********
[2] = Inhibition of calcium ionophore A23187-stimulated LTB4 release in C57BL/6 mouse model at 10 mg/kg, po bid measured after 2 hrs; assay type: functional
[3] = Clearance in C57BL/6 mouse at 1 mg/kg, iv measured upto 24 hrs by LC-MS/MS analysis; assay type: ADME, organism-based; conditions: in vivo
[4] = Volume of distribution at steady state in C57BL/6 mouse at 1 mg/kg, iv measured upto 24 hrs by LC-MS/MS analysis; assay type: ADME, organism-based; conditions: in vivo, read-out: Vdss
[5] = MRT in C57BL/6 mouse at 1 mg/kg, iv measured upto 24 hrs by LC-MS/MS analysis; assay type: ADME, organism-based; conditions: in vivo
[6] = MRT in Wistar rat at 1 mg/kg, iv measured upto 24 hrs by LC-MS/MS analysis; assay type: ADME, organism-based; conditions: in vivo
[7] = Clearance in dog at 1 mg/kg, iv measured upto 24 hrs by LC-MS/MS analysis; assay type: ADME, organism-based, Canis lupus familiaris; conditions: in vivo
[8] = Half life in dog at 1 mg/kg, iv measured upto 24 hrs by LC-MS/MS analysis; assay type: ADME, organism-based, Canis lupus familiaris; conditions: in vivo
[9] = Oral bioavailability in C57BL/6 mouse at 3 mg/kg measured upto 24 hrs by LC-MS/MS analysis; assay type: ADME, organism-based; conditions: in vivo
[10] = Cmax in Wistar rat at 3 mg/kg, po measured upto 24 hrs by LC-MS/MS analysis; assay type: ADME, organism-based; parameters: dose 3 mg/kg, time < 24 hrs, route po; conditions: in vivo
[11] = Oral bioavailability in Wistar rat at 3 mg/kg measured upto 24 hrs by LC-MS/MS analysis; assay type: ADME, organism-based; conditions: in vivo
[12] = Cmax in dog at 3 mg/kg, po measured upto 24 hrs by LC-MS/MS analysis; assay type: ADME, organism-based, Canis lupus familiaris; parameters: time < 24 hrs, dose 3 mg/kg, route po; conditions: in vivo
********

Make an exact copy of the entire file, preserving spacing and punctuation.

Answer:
[2] = Inhibition of calcium ionophore A23187-stimulated LTB4 release in C57BL/6 mouse model at 10 mg/kg, po bid measured after 2 hrs; assay type: functional
[3] = Clearance in C57BL/6 mouse at 1 mg/kg, iv measured upto 24 hrs by LC-MS/MS analysis; assay type: ADME, organism-based; conditions: in vivo
[4] = Volume of distribution at steady state in C57BL/6 mouse at 1 mg/kg, iv measured upto 24 hrs by LC-MS/MS analysis; assay type: ADME, organism-based; conditions: in vivo, read-out: Vdss
[5] = MRT in C57BL/6 mouse at 1 mg/kg, iv measured upto 24 hrs by LC-MS/MS analysis; assay type: ADME, organism-based; conditions: in vivo
[6] = MRT in Wistar rat at 1 mg/kg, iv measured upto 24 hrs by LC-MS/MS analysis; assay type: ADME, organism-based; conditions: in vivo
[7] = Clearance in dog at 1 mg/kg, iv measured upto 24 hrs by LC-MS/MS analysis; assay type: ADME, organism-based, Canis lupus familiaris; conditions: in vivo
[8] = Half life in dog at 1 mg/kg, iv measured upto 24 hrs by LC-MS/MS analysis; assay type: ADME, organism-based, Canis lupus familiaris; conditions: in vivo
[9] = Oral bioavailability in C57BL/6 mouse at 3 mg/kg measured upto 24 hrs by LC-MS/MS analysis; assay type: ADME, organism-based; conditions: in vivo
[10] = Cmax in Wistar rat at 3 mg/kg, po measured upto 24 hrs by LC-MS/MS analysis; assay type: ADME, organism-based; parameters: dose 3 mg/kg, time < 24 hrs, route po; conditions: in vivo
[11] = Oral bioavailability in Wistar rat at 3 mg/kg measured upto 24 hrs by LC-MS/MS analysis; assay type: ADME, organism-based; conditions: in vivo
[12] = Cmax in dog at 3 mg/kg, po measured upto 24 hrs by LC-MS/MS analysis; assay type: ADME, organism-based, Canis lupus familiaris; parameters: time < 24 hrs, dose 3 mg/kg, route po; conditions: in vivo